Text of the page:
The Grand Royal Palace is one of Bangkok’s most popular tourist attractions. It’s an exceptional architectural masterpiece that contains various places of interest within its premises.

The complex is home to Wat Phra Kaew, the Temple of the Emerald Buddha, and the official residence of the King of Thailand. The grandeur and magnificence of the building are truly remarkable. You can explore gardens and historical buildings and appreciate the art and architecture of the past era.

Bangkok’s most famous temples

In Bangkok, there are at least four must-see temples. The first one is Wat Phra Kaew, the Temple of the Emerald Buddha, considered Thailand’s holiest temple. Inside, you can see the famous Emerald Buddha, a sacred Buddha statue that dates back to the 14th century.

The second temple is Wat Arun, the Temple of Dawn, located on the western bank of the Chao Phraya River. You can reach it by boat. It has a magnificent central tower shaped like a stupa and covered in Chinese porcelain tiles. You can enjoy a spectacular view of Bangkok city and the river from the temple.

The third temple is Wat Pho, which is most famous for its 46-meter-long statue of the reclining Buddha. Additionally, it has a school of massage and traditional Thai medicine where you can get a massage.

Lastly, there’s Wat Saket, the Golden Mountain Temple. It’s a large religious complex situated on a scenic hill artificially created from the debris of an ancient destroyed temple. The climb to the top can be tiring on hot days, but the view is breathtaking, and you can also see a series of Buddhist bells lined up in a row.

The bells of Bangkok's Wat Saket temple, the Golden Mountain
The bells of Bangkok’s Wat Saket temple, the Golden Mountain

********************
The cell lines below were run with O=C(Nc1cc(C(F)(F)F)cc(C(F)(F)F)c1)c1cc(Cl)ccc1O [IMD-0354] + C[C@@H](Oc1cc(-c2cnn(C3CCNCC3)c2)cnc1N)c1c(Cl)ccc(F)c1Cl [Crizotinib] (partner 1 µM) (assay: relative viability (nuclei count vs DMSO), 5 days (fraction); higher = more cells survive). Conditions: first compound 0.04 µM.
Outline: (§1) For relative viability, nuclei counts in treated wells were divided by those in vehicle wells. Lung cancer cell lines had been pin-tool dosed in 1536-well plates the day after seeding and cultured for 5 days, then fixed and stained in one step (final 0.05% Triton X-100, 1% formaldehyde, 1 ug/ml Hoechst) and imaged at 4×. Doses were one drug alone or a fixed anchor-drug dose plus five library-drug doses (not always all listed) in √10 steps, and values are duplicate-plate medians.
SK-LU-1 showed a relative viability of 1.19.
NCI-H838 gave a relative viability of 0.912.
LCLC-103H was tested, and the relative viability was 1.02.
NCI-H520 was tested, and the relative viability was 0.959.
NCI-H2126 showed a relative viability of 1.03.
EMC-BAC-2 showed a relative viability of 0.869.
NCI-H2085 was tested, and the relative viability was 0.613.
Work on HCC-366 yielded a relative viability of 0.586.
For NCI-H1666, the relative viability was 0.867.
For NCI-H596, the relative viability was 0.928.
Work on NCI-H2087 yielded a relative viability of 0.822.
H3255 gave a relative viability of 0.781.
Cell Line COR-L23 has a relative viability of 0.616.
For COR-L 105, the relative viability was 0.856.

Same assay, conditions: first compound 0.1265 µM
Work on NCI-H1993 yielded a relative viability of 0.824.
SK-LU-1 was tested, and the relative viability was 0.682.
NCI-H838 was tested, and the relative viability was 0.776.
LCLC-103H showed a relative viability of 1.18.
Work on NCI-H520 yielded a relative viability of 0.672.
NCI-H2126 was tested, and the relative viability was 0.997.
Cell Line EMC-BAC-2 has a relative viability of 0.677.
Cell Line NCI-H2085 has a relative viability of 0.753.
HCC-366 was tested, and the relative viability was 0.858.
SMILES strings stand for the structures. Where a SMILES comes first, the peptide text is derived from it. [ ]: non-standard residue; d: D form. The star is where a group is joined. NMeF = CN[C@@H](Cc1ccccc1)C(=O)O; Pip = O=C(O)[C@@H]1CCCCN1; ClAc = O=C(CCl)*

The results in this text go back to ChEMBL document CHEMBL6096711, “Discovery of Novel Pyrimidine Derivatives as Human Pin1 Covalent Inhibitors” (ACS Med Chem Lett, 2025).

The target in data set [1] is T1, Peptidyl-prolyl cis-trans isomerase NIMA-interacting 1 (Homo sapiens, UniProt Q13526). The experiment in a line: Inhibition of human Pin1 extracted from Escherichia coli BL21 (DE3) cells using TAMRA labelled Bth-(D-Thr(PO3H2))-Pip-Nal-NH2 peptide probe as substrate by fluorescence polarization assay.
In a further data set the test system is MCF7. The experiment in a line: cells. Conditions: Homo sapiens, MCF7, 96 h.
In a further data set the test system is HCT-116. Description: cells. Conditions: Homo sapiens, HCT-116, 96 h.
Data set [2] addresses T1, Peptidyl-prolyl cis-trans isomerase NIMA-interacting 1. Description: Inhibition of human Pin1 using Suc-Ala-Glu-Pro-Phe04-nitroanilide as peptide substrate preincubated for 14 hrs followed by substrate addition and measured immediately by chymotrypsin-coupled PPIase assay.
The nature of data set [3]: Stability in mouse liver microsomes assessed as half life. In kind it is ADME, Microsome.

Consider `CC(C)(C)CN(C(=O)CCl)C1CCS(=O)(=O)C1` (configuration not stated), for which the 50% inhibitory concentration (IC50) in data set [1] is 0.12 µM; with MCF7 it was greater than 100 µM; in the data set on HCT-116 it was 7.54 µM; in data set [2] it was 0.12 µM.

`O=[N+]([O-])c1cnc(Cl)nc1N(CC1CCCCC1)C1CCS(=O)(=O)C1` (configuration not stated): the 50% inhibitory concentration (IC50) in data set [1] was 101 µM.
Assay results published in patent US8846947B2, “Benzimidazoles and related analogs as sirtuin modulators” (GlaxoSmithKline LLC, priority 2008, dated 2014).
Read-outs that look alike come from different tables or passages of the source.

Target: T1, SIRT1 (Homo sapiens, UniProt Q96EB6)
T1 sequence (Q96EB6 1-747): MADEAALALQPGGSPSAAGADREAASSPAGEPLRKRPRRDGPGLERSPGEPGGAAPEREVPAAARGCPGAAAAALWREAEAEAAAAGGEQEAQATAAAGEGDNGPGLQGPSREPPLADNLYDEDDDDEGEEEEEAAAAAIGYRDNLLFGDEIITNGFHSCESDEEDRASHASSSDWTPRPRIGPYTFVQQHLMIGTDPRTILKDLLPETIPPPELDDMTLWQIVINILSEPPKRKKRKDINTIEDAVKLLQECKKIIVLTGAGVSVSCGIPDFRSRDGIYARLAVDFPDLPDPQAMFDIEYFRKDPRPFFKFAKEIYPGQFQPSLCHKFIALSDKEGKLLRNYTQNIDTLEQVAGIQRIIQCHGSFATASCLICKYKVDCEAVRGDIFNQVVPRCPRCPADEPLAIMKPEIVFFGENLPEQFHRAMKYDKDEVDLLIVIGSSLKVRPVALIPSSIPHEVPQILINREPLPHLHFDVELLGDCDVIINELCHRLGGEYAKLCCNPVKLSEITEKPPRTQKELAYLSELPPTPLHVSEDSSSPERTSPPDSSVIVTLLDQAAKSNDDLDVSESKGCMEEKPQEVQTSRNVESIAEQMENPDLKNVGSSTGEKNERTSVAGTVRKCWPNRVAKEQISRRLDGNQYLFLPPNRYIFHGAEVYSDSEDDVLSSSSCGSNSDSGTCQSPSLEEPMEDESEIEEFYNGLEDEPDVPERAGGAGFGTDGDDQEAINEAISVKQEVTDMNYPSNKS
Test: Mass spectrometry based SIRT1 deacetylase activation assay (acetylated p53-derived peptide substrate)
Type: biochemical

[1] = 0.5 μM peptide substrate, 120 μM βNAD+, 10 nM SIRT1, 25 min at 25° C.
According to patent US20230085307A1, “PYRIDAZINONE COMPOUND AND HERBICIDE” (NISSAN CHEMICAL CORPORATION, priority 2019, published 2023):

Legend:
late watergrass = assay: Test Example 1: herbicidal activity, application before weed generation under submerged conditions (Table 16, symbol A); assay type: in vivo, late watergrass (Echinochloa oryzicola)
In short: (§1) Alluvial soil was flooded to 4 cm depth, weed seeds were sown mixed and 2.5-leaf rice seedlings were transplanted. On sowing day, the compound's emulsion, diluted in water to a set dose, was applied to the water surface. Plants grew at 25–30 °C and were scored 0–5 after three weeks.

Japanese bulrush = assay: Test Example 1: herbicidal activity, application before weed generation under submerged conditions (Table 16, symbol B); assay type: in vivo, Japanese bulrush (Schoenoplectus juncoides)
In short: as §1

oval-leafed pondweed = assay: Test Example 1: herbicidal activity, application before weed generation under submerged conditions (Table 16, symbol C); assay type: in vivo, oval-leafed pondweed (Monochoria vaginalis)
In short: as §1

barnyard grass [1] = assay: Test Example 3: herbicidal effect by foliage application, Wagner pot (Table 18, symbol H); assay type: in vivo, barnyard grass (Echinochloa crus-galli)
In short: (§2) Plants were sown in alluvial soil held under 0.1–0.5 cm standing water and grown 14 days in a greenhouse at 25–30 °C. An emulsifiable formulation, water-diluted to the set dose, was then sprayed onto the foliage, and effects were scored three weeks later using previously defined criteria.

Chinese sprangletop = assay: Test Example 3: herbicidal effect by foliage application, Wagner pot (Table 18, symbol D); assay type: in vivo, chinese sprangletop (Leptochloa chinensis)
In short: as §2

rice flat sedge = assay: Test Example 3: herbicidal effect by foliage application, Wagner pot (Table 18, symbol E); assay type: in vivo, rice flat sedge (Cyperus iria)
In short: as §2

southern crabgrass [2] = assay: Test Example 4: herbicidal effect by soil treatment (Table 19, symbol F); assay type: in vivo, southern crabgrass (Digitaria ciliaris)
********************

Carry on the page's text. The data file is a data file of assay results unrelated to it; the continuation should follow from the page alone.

Jim Thompson House Museum

Bangkok has a lot to offer for art and culture enthusiasts. The Jim Thompson House is a must-visit attraction. This museum was once the home of Jim Thompson, an American entrepreneur and former secret agent who revolutionised the silk industry in Thailand before disappearing under mysterious circumstances. The house displays antiques and traditional art objects, and it’s one of the rare opportunities to see a Thai-style wooden house in Bangkok.

Exterior of the Jim Thompson House Museum built of wood in the traditional Thai style
Exterior of the Jim Thompson House Museum built of wood in the traditional Thai style

Bangkok monuments

Besides the temples and museums, Bangkok houses numerous awe-inspiring art and architectural masterpieces. The temples and public buildings offer an opportunity to learn about Thailand’s rich history and culture, making a trip to Bangkok worthwhile.

One of the most popular attractions is the Giant Swing. This colossal red teak wooden structure was used as a swing for a Hindu ritual from the 1700s until the early 1900s. Lightning damaged the original swing, prompting its reconstruction in 1920 using teak wood.

Another important public work in Bangkok is the Democracy Monument in the city centre, designed by the Italian sculptor Corrado Feroci, known in Thailand under the name of Silpa Bhirasri. The monument is a 50-metre-high dome encircled by four stone sails, representing the four branches of Thai government: executive, legislative, judicial, and constitutional. The monument was built in 1939 to commemorate the coup d’état that transformed the Kingdom of Siam into a constitutional monarchy.

The Bangkok Democracy Monument
The Bangkok Democracy Monument

What to do in Bangkok: the best activities for a solo trip

Bangkok is a city that offers numerous opportunities to explore and enjoy on your own. Among the best activities are those related to food and local culture. One of the most authentic experiences you can enjoy is street food from street stalls and tiny restaurants, sampling traditional dishes such as Pad Thai, green curry, and Som Tum.

Street vendors can be found everywhere, from the main street to hidden alleys, offering delicious food for just a few dollars. If you want to learn how to replicate these recipes, you can sign up for a cooking class with a market tour.

The city has several markets, but the most famous is the Damnoen Saduak floating market, which is about two hours away from the city. You can buy fresh produce such as fruits, vegetables, and fish. However, the unique feature is seeing the stalls set up directly from boats floating on the canal. It is a unique experience that allows you to get in touch with the local culture and tradition of floating markets in Southeast Asia.